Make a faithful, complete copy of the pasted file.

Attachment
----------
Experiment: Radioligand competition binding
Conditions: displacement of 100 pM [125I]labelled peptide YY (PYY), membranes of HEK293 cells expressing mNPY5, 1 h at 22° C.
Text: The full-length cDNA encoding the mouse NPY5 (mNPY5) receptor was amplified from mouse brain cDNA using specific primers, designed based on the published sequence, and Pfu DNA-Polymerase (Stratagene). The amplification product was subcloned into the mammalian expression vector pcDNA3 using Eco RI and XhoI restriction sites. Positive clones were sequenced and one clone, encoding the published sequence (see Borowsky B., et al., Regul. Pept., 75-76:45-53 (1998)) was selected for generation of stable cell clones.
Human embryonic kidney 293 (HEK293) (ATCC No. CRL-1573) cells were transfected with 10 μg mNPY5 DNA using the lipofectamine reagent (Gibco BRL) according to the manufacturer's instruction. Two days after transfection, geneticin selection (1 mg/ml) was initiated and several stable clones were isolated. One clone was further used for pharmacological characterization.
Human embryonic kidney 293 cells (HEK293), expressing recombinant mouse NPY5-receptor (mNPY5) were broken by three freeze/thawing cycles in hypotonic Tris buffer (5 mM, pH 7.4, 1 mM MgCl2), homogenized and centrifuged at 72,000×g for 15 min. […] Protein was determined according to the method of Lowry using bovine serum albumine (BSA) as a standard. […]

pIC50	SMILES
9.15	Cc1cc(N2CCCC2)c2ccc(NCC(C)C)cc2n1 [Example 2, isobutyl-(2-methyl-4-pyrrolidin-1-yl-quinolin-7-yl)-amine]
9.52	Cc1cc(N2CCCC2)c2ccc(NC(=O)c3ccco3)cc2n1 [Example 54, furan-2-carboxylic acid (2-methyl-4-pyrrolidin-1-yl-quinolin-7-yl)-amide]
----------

Experiment: Radioligand competition binding
Conditions: displacement of 100 pM [125I]labelled peptide YY (PYY), membranes of HEK293 cells expressing mNPY5, 1 h at 22° C.
Text: The full-length cDNA encoding the mouse NPY5 (mNPY5) receptor was amplified from mouse brain cDNA using specific primers, designed based on the published sequence, and Pfu DNA-Polymerase (Stratagene). The amplification product was subcloned into the mammalian expression vector pcDNA3 using Eco RI and XhoI restriction sites. Positive clones were sequenced and one clone, encoding the published sequence (see Borowsky B., et al., Regul. Pept., 75-76:45-53 (1998)) was selected for generation of stable cell clones.
Human embryonic kidney 293 (HEK293) (ATCC No. CRL-1573) cells were transfected with 10 μg mNPY5 DNA using the lipofectamine reagent (Gibco BRL) according to the manufacturer's instruction. Two days after transfection, geneticin selection (1 mg/ml) was initiated and several stable clones were isolated. One clone was further used for pharmacological characterization.
Human embryonic kidney 293 cells (HEK293), expressing recombinant mouse NPY5-receptor (mNPY5) were broken by three freeze/thawing cycles in hypotonic Tris buffer (5 mM, pH 7.4, 1 mM MgCl2), homogenized and centrifuged at 72,000×g for 15 min. […] Protein was determined according to the method of Lowry using bovine serum albumine (BSA) as a standard. […]

pIC50	SMILES
9.15	Cc1cc(N2CCCC2)c2ccc(NCC(C)C)cc2n1 [Example 2, isobutyl-(2-methyl-4-pyrrolidin-1-yl-quinolin-7-yl)-amine]
9.52	Cc1cc(N2CCCC2)c2ccc(NC(=O)c3ccco3)cc2n1 [Example 54, furan-2-carboxylic acid (2-methyl-4-pyrrolidin-1-yl-quinolin-7-yl)-amide]